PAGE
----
Of practical interest is the phenomenon of an “internal catchment,” the accumulation of free water at the bottom of discontinuous macropores, be it animal channels or cracks (Van Stiphout et al., 1987; Tiktak et al., 2012). This water is freely available to plant roots that often follow vertical ped faces or worm channels downward to great depth, and the process thus forms an effective form of subsurface irrigation because evaporation at the soil surface is avoided. A field feature of some clay soils is the often abrupt increase in soil moisture content at a given depth due to the formation of horizontal cracks on drying of the soil. This stops upward fluxes of water from the groundwater, if present. Bouma and Wösten (2016) used a staining test to estimate the air-filled horizontal crack area as a function of the moisture content. In this way, they could define a separate hydraulic conductivity curve describing upward unsaturated flow, providing a typical example of soil morphological input into a soil physical flow analysis.
Detailed modeling of these bypass and accumulation processes is difficult because of complex macropore continuity patterns, but a distinction between “available” water, defined since the 1930s as being present between certain pressure heads, and “accessible” water is relevant (e.g., Droogers et al., 1997). The concept of the “root zone” in simulation models implicitly assumes that water within that zone is “accessible” by roots as a function of the pressure head of the soil water, which defines its “availability.” Inaccessibility not only applies to clay soils with large peds that cannot be penetrated by roots but also to compacted soil horizons in other soils, a still largely unexplored area of research.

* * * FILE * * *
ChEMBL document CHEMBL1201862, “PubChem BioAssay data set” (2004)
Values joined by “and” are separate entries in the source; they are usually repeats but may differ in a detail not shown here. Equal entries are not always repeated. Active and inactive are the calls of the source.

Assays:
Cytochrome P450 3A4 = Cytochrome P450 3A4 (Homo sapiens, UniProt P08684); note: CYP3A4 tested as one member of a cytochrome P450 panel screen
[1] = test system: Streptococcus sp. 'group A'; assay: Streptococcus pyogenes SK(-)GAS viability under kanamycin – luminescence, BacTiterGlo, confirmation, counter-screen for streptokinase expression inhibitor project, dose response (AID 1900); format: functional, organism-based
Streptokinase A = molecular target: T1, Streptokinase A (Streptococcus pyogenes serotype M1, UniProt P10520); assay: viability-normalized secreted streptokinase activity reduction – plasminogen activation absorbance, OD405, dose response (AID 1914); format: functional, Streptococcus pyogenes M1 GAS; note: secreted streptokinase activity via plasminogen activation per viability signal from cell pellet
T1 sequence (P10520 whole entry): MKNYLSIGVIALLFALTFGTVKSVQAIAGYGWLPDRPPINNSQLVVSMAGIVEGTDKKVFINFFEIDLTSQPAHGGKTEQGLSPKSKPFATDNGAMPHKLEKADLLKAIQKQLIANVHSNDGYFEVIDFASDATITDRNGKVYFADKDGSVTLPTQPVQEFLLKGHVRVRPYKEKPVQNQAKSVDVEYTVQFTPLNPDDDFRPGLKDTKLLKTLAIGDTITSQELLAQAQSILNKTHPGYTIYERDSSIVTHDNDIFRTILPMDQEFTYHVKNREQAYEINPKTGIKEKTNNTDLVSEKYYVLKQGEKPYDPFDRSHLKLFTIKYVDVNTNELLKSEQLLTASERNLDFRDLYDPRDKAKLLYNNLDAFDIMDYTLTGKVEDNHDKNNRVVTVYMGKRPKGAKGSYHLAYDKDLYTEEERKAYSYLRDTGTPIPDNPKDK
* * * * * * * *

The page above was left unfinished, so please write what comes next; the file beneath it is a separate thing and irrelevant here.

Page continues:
Finally, soil physicists should be aware of the fact that many non-soil-scientists and -pedologists interpret the widely used term “available water” to represent water that is available for plants in a given soil in a given year. Of course, it is not because the latter is determined by rainfall and evapotranspiration, the associated soil retention processes, and possible upward unsaturated flow from the groundwater, which can be measured and simulated (e.g., Vereecken et al., 2016; Bonfante and Bouma, 2015). This should be pointed out more clearly to users of soil information.
The recently much increased possibilities to validate model runs by applying remote and proximal sensing techniques (e.g., Vereecken et al., 2016; Viscarra Rossel and Bouma, 2016) are crucial to substantiate claims by pedologists that their input to hydropedology would improve simulation of soil-water processes in field soils. Comparing simulation runs using different types of soil data for a given area, including a base level where soil data are either omitted or highly simplified, is needed to provide a basis for comparison and evaluation. A recent and alarming study in the Machakos and Makueni counties in Kenya, Africa, by Hendriks et al. (2016) showed that soil data derived from six different databases yielded significantly different predictions of maize yields. Lack of field validation data, however, did not allow a conclusion as to which soil data were most representative for the area. Validation of simulation results for actual conditions using remote or proximal sensors to assess the reactions of crops or natural vegetation is therefore essential to justify the use of a given model and certain types of soil data. Such validation is essential to allow studies on future climate change where validation is obviously not possible.
From Point Observations to Area Representations